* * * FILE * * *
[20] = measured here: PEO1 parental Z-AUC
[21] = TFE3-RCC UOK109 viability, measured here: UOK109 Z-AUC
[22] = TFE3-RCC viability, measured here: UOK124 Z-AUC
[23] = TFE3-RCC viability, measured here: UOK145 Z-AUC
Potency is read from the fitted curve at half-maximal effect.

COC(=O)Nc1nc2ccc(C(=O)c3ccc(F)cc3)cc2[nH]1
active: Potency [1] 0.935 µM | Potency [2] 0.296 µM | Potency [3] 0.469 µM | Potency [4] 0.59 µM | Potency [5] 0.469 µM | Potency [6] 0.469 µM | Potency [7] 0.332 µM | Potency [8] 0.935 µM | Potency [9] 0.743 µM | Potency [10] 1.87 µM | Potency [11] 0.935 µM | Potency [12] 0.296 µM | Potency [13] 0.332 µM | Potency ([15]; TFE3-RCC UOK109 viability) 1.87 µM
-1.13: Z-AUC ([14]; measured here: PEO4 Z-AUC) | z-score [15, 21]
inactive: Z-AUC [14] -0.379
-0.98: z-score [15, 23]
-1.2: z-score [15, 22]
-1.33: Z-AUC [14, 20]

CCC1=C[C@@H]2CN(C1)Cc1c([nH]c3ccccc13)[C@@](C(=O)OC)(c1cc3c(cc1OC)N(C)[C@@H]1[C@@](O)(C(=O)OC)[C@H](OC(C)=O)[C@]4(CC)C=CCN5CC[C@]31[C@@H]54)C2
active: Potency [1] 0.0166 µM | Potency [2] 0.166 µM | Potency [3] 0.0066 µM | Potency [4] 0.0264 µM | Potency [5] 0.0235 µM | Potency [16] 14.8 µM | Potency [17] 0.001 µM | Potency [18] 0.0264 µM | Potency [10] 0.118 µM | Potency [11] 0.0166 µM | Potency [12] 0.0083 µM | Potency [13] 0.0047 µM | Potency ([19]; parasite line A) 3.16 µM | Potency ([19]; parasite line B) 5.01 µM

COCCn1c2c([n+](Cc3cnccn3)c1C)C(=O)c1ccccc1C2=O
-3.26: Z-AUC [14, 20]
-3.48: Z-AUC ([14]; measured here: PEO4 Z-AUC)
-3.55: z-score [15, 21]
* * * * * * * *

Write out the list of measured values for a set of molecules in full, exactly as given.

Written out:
[20] = measured here: PEO1 parental Z-AUC
[21] = TFE3-RCC UOK109 viability, measured here: UOK109 Z-AUC
[22] = TFE3-RCC viability, measured here: UOK124 Z-AUC
[23] = TFE3-RCC viability, measured here: UOK145 Z-AUC
Potency is read from the fitted curve at half-maximal effect.

COC(=O)Nc1nc2ccc(C(=O)c3ccc(F)cc3)cc2[nH]1
active: Potency [1] 0.935 µM | Potency [2] 0.296 µM | Potency [3] 0.469 µM | Potency [4] 0.59 µM | Potency [5] 0.469 µM | Potency [6] 0.469 µM | Potency [7] 0.332 µM | Potency [8] 0.935 µM | Potency [9] 0.743 µM | Potency [10] 1.87 µM | Potency [11] 0.935 µM | Potency [12] 0.296 µM | Potency [13] 0.332 µM | Potency ([15]; TFE3-RCC UOK109 viability) 1.87 µM
-1.13: Z-AUC ([14]; measured here: PEO4 Z-AUC) | z-score [15, 21]
inactive: Z-AUC [14] -0.379
-0.98: z-score [15, 23]
-1.2: z-score [15, 22]
-1.33: Z-AUC [14, 20]

CCC1=C[C@@H]2CN(C1)Cc1c([nH]c3ccccc13)[C@@](C(=O)OC)(c1cc3c(cc1OC)N(C)[C@@H]1[C@@](O)(C(=O)OC)[C@H](OC(C)=O)[C@]4(CC)C=CCN5CC[C@]31[C@@H]54)C2
active: Potency [1] 0.0166 µM | Potency [2] 0.166 µM | Potency [3] 0.0066 µM | Potency [4] 0.0264 µM | Potency [5] 0.0235 µM | Potency [16] 14.8 µM | Potency [17] 0.001 µM | Potency [18] 0.0264 µM | Potency [10] 0.118 µM | Potency [11] 0.0166 µM | Potency [12] 0.0083 µM | Potency [13] 0.0047 µM | Potency ([19]; parasite line A) 3.16 µM | Potency ([19]; parasite line B) 5.01 µM

COCCn1c2c([n+](Cc3cnccn3)c1C)C(=O)c1ccccc1C2=O
-3.26: Z-AUC [14, 20]
-3.48: Z-AUC ([14]; measured here: PEO4 Z-AUC)
-3.55: z-score [15, 21]